Set during World War I is tells the story of two French Aviators, their capture and subsequent confinement and escape. This film is as much about class and background as it is about war. Indeed one could argue that the war is only a vehicle to carry the story of class difference and how it impacts on the lives of all those concerned. It was directed by the great Jean Renoir (Madame Bovary, 1934) who co-wrote it with Charles Spaak (Justice is Done, 1950). Centred around our two heroes the two aviators; Captain de Boeldieu (Pierre Fresnay, The Man Who Knew Too Much, 1934) the aristocrat of the pair and his working-class lieutenant, Maréchal (Jean Gabin, Le Jour se Leve, 1939). Having gone out to further photograph a site which they filmed on a previous flight (but was too blurred to be of use) our aviators are shot down. As it turns out they are downed by a German aristocrat, a one Captain von Rauffenstein (Eric von Stroheim, Sunset Blvd. 1950). In the earlier part of the war the aviators saw themselves as the last of the gallant military and often observed social niceties across the divide, as in this case. After shooting them down, von Rauffenstein has the two men found and brought to him, where they are invited to be his guests. During the course of the dinner it is realised that von Rauffenstein and Boeldieu actually have mutual acquaintances, reflecting the nature of the trans-national lives European aristocrats often lead.

The two aviators are subsequently sent to a POW camp where they fall-in with a number of fellow prisoners. During their incarceration here we see how Maréchal is given solitary confinement as a result of a commotion; we also see how badly it affects him. Out with the main population the two are fully involved in escape attempts, which ultimately come to nothing as the prisoners are transferred and Maréchal cannot let the English prisoners know of a escape tunnel due to his lack of language.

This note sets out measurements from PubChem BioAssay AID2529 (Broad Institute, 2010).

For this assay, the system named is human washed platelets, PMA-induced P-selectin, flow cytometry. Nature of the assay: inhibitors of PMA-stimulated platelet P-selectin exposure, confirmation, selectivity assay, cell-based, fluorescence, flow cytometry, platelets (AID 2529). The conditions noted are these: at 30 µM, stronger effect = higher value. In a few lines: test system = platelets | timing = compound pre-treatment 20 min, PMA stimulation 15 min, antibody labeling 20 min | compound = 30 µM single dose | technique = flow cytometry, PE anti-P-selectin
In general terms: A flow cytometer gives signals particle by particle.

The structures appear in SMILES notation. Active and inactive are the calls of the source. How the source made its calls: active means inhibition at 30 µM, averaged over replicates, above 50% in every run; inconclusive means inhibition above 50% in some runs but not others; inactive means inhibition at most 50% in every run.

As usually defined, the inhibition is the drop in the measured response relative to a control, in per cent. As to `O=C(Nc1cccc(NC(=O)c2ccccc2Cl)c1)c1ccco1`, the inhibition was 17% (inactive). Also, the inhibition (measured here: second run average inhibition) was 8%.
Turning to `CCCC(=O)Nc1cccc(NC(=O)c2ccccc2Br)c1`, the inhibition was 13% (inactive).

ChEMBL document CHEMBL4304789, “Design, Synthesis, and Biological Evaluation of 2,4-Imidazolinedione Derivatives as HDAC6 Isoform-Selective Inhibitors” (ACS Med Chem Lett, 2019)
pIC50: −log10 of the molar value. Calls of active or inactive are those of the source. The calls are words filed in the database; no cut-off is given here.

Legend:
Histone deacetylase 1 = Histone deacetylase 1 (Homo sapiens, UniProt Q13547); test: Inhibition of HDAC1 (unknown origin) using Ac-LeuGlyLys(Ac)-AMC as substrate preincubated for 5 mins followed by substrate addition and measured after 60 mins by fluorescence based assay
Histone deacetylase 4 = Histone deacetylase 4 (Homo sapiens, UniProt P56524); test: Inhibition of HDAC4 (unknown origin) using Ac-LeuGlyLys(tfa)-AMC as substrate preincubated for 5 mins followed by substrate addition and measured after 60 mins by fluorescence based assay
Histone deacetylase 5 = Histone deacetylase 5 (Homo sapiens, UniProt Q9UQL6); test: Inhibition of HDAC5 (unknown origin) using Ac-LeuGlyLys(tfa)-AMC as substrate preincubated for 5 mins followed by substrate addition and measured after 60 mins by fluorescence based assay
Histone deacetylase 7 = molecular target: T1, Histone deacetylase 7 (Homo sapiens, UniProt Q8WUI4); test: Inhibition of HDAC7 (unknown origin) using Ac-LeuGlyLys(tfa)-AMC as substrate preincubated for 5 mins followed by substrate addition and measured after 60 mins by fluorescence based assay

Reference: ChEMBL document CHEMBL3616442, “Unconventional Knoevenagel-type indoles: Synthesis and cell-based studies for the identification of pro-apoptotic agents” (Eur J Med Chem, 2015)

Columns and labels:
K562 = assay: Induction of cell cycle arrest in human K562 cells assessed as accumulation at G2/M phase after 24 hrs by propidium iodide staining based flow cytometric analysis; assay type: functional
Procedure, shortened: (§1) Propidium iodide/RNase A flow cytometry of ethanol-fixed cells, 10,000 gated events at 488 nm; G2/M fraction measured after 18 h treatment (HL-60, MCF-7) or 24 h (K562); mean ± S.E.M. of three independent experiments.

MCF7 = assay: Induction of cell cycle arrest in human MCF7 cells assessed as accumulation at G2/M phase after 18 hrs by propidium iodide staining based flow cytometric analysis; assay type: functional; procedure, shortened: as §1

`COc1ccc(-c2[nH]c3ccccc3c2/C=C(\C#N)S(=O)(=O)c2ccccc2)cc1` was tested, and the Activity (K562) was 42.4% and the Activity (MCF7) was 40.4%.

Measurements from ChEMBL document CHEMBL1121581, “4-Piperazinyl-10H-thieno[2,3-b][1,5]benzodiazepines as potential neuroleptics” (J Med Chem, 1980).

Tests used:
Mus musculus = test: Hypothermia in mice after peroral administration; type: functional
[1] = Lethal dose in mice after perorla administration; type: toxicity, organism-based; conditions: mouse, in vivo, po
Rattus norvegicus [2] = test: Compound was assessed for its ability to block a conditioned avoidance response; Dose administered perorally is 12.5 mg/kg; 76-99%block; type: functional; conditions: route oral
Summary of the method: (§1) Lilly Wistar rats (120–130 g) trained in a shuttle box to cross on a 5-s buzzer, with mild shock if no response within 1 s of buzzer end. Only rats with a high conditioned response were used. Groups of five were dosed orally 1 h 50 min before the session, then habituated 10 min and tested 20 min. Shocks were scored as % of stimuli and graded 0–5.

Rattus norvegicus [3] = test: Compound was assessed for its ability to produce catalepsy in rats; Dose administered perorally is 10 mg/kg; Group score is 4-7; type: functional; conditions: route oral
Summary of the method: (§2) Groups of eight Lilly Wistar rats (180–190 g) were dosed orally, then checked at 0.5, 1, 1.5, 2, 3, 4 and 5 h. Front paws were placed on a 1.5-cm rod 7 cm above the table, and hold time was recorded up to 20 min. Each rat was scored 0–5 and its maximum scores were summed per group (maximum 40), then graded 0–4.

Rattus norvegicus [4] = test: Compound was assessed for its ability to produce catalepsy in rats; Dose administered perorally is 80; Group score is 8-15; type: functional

Transferred to various camps they arrive at Wintersborn, a camp under the command of the now injured and promoted von Rauffenstein. Once again escape is on their minds and along with the rich aristocratic Jew Le Lieutenant Rosenthal (Marcel Dalio Donovan’s Reef, 1963) who they know from their previous camp, they plot to escape. As part of the escape Boeldieu climbs to a highpoint and gets the guards attention. His fellow aristocrat, von Rauffenstein, stops the guards from shooting him and tries to get him down, meanwhile the other make a run for it and climb out/down using the usual home-made assortment of rope/cloth. Von Rauffenstein, aiming for Boeldieu’s legs shoots him in the stomach and fatally wounds him. While dying Boeldiue comments on their place in society and what might be the place for those such as them in the new post-war world.

Meanwhile the others escape through Germany on their way to Switzerland. On their way there they have their share of upsets and even separate, with Maréchal leaving the injured Rosenthal, only to return. They eventually take shelter in a small farmhouse owned by Elsa Parlo, (Dito Parlo, L’Atalnte, 1934), her husband and brothers have all been lost in the war, yet she helps them recover and treats them with kindness, even keeps them safe from her fellow Germans. Eventually leaving the two make their way to Switzerland, only to come under fire from a patrol as the approach the Swiss border, they escape.